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  November Newsletter  

Cloud to Street is a global platform for mapping and monitoring floods and flood risk at high resolution and in partnership with local users. Eleven national governments rely on our tools to respond to disasters faster and reduce risks long-term. 

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Mapping Unmapped Floods During Crisis in the Congo

The Republic of Congo has been in a state of sustained crisis since extreme flooding brought on by heavy rains began in early October. On November 7th, the government issued an appeal for international assistance and humanitarian aid, citing the urgent needs of the affected population along the Ubangi River, even before rainfall on November 21 caused the flooding to become even more severe. The population in the Congo is particularly vulnerable to flooding; the World Food Programme Congo country office writes that "Congo has faced worse and worse floods for the past 20 years: an effect of climate change. Populations can no longer predict the weather, which affects the agricultural calendar, threatening food security."

Cloud to Street has a long-lasting partnership with the World Food Programme country office. In 2018,
as Planet reported in this piece, we provided maps that proved that refugee camps along the Congo River were at high-risk. We were ready to help however we could when WFP Country Director Jean-Martin Bauer, facing unsubstantiated reports that remote parts of the country were badly flooding, asked for assistance. 

"The WFP didn't have any clear reports from the government—there's just not a lot of capacity for flood monitoring on the ground,"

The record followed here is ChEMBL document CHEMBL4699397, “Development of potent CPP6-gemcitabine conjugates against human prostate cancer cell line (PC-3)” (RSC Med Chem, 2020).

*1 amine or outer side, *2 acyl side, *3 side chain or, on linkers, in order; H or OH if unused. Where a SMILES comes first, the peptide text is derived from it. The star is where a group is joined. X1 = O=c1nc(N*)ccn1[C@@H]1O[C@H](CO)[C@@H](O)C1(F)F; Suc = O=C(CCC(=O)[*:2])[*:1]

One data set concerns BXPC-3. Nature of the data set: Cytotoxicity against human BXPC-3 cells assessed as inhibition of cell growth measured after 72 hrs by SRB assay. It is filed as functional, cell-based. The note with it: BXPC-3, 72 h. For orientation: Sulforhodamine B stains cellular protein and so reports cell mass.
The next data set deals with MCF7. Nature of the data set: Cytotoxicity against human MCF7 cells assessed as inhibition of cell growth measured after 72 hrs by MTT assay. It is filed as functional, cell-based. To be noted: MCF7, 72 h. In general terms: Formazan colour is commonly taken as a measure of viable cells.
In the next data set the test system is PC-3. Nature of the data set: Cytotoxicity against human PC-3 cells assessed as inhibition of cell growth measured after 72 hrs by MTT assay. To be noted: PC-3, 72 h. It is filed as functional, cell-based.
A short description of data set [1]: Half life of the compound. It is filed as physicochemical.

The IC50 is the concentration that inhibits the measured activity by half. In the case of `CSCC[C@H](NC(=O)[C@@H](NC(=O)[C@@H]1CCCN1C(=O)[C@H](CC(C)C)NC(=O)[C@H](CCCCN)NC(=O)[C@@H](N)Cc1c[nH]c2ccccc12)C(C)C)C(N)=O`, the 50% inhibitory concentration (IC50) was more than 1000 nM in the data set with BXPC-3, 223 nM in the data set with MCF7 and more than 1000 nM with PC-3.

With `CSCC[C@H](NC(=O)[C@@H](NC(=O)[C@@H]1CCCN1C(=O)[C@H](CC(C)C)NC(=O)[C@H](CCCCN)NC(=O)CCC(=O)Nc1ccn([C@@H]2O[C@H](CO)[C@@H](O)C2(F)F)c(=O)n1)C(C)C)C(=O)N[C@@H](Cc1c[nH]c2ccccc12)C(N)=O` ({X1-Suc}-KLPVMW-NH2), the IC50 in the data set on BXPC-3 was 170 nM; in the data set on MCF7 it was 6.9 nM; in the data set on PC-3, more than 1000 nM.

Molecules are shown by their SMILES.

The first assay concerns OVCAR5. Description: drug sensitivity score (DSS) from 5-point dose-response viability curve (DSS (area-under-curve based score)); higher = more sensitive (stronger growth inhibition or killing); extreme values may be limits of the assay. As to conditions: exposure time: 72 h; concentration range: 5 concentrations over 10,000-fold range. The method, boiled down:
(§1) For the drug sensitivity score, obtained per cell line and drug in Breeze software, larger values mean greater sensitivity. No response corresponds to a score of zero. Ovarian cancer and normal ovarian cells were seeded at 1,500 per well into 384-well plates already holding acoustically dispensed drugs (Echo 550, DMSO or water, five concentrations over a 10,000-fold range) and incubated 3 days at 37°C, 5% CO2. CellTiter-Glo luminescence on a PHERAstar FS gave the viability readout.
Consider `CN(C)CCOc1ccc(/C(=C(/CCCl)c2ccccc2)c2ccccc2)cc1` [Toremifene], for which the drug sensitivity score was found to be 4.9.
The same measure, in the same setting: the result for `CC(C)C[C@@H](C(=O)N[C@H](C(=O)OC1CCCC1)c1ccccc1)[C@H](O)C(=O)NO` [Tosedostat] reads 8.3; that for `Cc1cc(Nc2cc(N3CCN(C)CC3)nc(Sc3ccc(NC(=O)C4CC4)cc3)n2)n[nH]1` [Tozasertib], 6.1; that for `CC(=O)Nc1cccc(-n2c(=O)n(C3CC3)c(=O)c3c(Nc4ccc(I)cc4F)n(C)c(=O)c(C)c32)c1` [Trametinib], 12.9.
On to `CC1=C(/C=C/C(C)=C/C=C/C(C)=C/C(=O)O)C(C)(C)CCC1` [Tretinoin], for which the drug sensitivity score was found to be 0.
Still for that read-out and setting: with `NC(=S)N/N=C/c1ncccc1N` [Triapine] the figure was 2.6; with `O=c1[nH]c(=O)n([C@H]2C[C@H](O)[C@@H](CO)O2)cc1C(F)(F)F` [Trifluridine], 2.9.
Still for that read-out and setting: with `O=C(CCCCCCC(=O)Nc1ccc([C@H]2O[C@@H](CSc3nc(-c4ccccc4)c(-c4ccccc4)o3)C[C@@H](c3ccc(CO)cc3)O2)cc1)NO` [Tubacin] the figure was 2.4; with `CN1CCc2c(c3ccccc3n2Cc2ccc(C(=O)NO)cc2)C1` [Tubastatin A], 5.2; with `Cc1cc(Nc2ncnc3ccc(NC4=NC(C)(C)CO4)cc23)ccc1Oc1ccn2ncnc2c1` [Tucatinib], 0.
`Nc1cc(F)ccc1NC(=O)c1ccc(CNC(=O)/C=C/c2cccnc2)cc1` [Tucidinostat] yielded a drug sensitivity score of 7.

Remote Sensing Scientist Tyler Anderson explained. "They had a rough estimate of the number of people affected in one department, Likouala, and they didn't have an idea about two other departments, Cuvette and Plateaux."

Cloud to Street scientists were able to analyze that there were at least 20,000 victims of flood in Cuvette and Plateaux. In fact, in these three districts altogether we calculated that there were at least 70,000 vulnerable people—a staggering number, for whom the WFP can now coordinate much-needed humanitarian aid.

See our maps of the flooding in Likouala, Cuvette, and Plateaux regions above. Photo from WFP Congo.

Training in Nairobi Sparks Discussion of Climate Resilient Futures
After days of coding and mapping workshops with our partners at the Nile Basin Initiative and the World Bank, participating hydrologists and government representatives told us how the better data we can provide can unlock new possibilities in their work.

With our support, local stakeholders from Kenya, Tanzania, Burundi, and Rwanda can now rethink their flood planning and response. From establishing dynamic buffer zones for infrastructure, calibrating existing flood forecast models, understanding the paths of expanding wetlands and meandering rivers, mapping disasters otherwise too remote to access, to overcoming limited and aging hydromet stations — these projects would increase climate resilience and protect countless lives.
How Machine Learning Unlocks More Accurate Flood Predictions

Mapping, monitoring, and analyzing floods using remote sensing science, as we do here at Cloud to Street, has its challenges. Satellites—the very technology that makes it possible to remotely create scalable, low-cost, and high-quality flood maps and impact assessments—have structured revisit times that do not capture every part of the earth every day, and clouds and their shadows can block them from imaging the ground.